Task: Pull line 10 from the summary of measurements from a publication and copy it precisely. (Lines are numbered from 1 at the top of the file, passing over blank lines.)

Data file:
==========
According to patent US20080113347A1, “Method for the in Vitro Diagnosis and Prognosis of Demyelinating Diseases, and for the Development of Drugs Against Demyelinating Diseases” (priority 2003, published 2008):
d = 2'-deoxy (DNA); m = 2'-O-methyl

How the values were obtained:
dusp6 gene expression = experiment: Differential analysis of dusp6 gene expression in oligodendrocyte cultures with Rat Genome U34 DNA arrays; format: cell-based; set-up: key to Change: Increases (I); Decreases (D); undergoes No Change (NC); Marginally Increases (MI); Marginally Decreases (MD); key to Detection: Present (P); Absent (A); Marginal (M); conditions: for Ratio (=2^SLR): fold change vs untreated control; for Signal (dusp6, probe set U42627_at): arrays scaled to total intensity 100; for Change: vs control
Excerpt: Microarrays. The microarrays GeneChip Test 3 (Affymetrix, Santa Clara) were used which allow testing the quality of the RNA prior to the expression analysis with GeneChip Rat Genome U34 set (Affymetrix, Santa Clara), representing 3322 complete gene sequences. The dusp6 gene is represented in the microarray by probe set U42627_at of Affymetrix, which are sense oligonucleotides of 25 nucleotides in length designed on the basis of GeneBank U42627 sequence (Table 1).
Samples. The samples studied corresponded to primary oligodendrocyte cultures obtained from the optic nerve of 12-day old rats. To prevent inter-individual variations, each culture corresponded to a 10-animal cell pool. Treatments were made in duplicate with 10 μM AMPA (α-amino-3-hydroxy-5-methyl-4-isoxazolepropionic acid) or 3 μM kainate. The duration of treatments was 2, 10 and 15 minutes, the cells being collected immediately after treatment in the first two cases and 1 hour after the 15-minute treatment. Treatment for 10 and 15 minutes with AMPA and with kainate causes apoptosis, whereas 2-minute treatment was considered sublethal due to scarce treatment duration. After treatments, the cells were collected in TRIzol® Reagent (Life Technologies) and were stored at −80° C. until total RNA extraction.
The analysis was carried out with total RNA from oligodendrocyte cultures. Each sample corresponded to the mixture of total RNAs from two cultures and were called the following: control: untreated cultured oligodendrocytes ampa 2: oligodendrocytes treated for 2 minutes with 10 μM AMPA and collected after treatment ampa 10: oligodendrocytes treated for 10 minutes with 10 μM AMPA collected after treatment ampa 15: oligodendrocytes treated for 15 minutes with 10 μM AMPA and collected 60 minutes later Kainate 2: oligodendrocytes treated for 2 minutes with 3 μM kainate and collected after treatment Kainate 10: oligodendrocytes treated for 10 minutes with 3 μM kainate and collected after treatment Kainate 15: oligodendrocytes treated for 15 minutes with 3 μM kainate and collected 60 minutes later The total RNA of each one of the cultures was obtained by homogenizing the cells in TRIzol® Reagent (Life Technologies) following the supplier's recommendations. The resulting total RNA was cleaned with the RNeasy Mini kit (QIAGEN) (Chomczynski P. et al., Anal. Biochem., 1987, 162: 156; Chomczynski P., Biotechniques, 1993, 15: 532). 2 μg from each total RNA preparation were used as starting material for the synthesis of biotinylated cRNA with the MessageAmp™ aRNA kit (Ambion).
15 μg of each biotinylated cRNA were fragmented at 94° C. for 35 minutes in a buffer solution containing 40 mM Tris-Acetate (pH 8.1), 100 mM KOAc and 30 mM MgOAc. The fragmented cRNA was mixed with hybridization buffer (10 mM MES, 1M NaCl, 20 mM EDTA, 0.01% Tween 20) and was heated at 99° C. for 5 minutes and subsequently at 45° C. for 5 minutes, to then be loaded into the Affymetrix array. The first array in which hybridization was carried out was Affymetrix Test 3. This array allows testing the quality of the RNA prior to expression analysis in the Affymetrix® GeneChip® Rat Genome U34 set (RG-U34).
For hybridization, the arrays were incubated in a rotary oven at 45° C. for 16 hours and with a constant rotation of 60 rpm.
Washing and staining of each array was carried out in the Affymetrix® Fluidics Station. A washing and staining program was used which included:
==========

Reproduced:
Washing and staining of each array was carried out in the Affymetrix® Fluidics Station. A washing and staining program was used which included: